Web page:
February 28, 2007
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Global Climate Change Digest
A Guide to Information on Greenhouse Gases and Ozone Depletion
Published July 1988 through June 1999
FROM VOLUME 8, NUMBER 3, MARCH 1995
OF GENERAL INTEREST: CLIMATE CHANGE SCIENCE
"Biomass Burning: A Driver for Global Change," J.S.
Levine (NASA-Langley, Hampton VA 23681), W.B. Cofer III et al., Environ.
Sci. & Technol., 29(3), 120A-125A, Mar. 1995.
Biomass burning, primarily from African savannahs, contributes
as much as 40% of the gross carbon dioxide and 39% of the
tropospheric ozone. Observations from space and from
international field experiments have documented the extent and
frequency of fires and the concentrations of emitted carbon,
nitrogen, sulfur and halogen compounds. In addition to being an
instantaneous global source of atmospheric gases, burning
enhances the biogenic emission of nitric and nitrous oxides from
soils, and affects the reflectivity and emissivity of the Earth's
surface and its hydrological cycle. It is therefore a significant
driver of global change.
"Changes in Cloud Properties due to NOx Emissions," M.
Kulmala (Dept. Phys., POB 9 [Sitavuorenpenger 20 D], SF-00014,
Univ. Helsinki, Helsinki, Finland), P. Korhonen et al., Geophys.
Res. Lett., 22(3), 239-242, Feb. 1, 1995.
Discusses a mechanism as an alternative to the proposal that
the Northern Hemisphere may be warming more slowly than the
Southern Hemisphere because of the direct and indirect effects of
sulfate aerosols. The mechanism put forth involves increased
concentrations of condensable vapors such as HNO3 and HCl that
could activate an increased number of pre-existing aerosol
particles to act as cloud condensation nuclei. Since NOx
emissions are being reduced more slowly than SOx emissions, the
implications for climate change could be important.
the Role of CH4 in Atmospheric Chemistry: Sources,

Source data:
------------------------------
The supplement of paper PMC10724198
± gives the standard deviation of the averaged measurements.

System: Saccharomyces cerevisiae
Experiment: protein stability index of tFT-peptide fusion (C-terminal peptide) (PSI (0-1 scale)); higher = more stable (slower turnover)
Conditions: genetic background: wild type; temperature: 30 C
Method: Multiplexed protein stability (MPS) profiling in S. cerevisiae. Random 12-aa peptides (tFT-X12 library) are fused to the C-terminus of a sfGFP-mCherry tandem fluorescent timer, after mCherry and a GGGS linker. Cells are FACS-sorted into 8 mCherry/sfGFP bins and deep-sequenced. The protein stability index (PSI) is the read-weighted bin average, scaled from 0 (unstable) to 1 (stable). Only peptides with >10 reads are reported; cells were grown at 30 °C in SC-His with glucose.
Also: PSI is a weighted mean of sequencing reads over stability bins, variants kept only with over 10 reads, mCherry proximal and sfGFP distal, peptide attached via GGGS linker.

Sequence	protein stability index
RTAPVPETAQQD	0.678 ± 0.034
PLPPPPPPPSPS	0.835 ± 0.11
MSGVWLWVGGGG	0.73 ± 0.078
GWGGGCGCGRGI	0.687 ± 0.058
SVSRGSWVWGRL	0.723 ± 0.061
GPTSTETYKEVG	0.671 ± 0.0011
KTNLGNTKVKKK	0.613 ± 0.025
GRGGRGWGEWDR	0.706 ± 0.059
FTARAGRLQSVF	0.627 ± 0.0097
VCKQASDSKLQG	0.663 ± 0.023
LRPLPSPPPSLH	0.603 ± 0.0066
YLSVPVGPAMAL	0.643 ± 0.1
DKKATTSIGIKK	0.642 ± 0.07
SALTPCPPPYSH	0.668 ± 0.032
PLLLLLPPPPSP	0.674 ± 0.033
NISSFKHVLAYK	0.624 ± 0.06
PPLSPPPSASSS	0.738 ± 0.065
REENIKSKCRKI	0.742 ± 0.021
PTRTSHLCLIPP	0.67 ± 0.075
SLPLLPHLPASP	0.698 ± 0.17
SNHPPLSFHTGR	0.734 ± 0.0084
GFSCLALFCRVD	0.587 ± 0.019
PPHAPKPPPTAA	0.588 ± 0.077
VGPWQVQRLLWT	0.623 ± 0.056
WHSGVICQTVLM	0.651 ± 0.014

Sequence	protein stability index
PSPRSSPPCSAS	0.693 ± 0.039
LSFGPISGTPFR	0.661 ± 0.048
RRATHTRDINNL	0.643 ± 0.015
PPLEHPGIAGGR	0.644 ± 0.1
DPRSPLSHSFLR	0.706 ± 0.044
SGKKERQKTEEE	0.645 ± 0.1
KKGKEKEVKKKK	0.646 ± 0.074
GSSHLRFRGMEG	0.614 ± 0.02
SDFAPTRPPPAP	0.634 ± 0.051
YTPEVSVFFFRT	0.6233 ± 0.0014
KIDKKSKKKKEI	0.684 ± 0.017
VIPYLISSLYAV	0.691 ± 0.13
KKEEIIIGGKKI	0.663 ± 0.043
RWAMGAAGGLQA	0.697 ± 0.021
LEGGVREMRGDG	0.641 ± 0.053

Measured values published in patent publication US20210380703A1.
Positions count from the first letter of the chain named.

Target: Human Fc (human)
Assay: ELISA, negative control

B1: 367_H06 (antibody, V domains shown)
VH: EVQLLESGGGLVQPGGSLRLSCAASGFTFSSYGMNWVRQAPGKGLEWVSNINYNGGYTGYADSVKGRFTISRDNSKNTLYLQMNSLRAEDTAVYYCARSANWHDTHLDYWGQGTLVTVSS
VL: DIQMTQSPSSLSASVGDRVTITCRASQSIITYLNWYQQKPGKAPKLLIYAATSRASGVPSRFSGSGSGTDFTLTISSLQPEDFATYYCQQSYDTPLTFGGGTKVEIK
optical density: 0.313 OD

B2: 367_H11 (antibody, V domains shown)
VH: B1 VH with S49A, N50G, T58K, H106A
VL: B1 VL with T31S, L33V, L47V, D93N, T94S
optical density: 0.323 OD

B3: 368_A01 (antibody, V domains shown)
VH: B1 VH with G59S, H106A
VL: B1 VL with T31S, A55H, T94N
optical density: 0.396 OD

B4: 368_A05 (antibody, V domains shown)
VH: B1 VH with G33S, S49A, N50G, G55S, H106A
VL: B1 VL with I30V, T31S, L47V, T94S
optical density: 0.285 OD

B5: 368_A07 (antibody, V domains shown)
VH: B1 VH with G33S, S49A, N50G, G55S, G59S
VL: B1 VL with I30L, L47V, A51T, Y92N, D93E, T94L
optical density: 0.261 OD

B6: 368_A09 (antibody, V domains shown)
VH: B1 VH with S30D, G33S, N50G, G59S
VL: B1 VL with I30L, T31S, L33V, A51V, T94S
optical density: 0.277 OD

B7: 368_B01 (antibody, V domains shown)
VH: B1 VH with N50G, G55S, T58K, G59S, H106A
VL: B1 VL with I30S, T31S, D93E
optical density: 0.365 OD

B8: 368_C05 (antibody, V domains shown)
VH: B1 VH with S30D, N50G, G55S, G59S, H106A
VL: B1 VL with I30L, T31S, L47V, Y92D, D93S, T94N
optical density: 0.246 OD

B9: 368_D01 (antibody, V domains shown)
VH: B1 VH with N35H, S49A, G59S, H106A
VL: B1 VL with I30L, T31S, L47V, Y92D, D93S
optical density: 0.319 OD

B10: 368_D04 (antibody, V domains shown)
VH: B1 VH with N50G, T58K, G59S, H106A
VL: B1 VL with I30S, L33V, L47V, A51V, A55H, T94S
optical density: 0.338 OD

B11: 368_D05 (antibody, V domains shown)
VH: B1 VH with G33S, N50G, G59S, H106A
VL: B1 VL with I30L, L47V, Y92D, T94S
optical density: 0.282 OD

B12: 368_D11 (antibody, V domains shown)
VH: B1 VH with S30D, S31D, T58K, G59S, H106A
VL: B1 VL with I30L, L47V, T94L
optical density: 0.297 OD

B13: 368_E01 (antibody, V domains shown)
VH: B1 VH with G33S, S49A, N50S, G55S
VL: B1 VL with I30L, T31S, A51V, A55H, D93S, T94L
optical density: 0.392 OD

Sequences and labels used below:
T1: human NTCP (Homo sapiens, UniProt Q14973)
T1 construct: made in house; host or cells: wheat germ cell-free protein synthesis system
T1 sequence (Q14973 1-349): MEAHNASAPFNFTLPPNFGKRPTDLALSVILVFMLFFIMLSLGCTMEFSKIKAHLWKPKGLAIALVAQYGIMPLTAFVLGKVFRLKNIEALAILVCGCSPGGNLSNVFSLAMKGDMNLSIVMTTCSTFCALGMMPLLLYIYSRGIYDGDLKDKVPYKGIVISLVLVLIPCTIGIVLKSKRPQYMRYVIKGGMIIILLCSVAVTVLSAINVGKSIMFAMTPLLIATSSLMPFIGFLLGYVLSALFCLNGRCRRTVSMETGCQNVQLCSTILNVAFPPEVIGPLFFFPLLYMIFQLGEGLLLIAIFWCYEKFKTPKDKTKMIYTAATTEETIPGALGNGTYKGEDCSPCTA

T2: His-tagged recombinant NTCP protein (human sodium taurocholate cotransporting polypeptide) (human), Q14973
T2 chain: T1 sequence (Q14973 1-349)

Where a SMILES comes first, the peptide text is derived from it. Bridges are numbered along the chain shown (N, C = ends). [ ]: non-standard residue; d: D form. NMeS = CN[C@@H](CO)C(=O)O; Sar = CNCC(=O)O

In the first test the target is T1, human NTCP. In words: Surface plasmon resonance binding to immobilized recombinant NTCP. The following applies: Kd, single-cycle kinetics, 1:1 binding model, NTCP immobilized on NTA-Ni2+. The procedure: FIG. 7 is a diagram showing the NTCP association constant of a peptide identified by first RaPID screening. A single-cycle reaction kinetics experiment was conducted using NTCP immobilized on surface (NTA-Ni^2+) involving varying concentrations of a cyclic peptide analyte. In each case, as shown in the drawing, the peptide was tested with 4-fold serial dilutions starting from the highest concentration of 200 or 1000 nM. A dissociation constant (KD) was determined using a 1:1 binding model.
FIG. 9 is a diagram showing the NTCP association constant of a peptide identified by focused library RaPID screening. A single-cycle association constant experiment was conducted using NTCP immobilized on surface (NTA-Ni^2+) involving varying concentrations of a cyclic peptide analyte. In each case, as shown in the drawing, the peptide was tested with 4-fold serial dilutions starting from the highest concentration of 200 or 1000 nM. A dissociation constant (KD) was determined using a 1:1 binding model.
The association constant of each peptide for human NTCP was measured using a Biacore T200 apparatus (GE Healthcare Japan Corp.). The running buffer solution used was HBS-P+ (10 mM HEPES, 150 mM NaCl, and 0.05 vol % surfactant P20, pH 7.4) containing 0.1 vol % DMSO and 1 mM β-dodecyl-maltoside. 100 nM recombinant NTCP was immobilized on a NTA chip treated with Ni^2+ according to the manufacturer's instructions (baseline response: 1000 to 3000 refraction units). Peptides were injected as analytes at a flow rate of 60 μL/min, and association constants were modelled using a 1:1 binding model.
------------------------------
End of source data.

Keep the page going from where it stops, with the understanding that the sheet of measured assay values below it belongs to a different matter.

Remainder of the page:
Sinks and Possible Reductions in Anthropogenic Sources,"
P.J. Crutzen (M. Planck Inst. Chem., POB 3060, D-55020 Mainz,
Ger.), Ambio, 24(1), 52-55, Feb. 1995.
Discusses the sources and sinks of atmospheric methane, mostly
based on compilations by the IPCC but updated by the author's
ongoing studies. There are ample opportunities for substantially
reducing anthropogenic methane emissions; a 10% reduction would
achieve stabilization of atmospheric methane. Also shows that the
extensive use of catalytic converters to reduce NO emissions from
automobiles results in substantially larger emissions of N2O,
another important greenhouse gas.
"Iceberg Discharges into the North Atlantic on Millennial
Time Scales During the Last Glaciation," G.C. Bond
(Lamont-Doherty Earth Observ., Rte. 9W, Palisades NY 10964), R.
Lotti, Science, 267(5200), 1005-1010, Feb. 17,
Analysis of deep sea sediment cores shows that prominent
increases in iceberg calving recurred at intervals of 2000 to
3000 years, and correlate with warm-cold oscillations
(Dansgaard-Oeschger events) in Greenland ice cores. Each cycle
records synchronous discharges of ice from different sources, and
the cycles are decoupled from sea surface temperatures,
suggesting an atmospheric mechanism that caused rapid
oscillations in air temperatures above Greenland and in calving
from more than one ice sheet.
"Equable Climates During the Early Eocene: Significance of
Regional Paleogeography for North American Climate," L.C.
Sloan (Inst. Marine Sci., Univ. Calif., Santa Cruz CA 95064), Geology, 22(10),
881-884, Oct. 1994.
The character of continental-interior paleoclimate at
mid-latitudes, especially temperature, has been a major source of
debate over the past few years. In the climate model study
presented here, cases with six times the present level of CO2,
or with doubled CO2 and a large lake in western North
America, produced results most similar to proxy paleoclimate
interpretations. The presence of the lake is critical to
reproducing the early Eocene climate. (See RESEARCH NEWS.)
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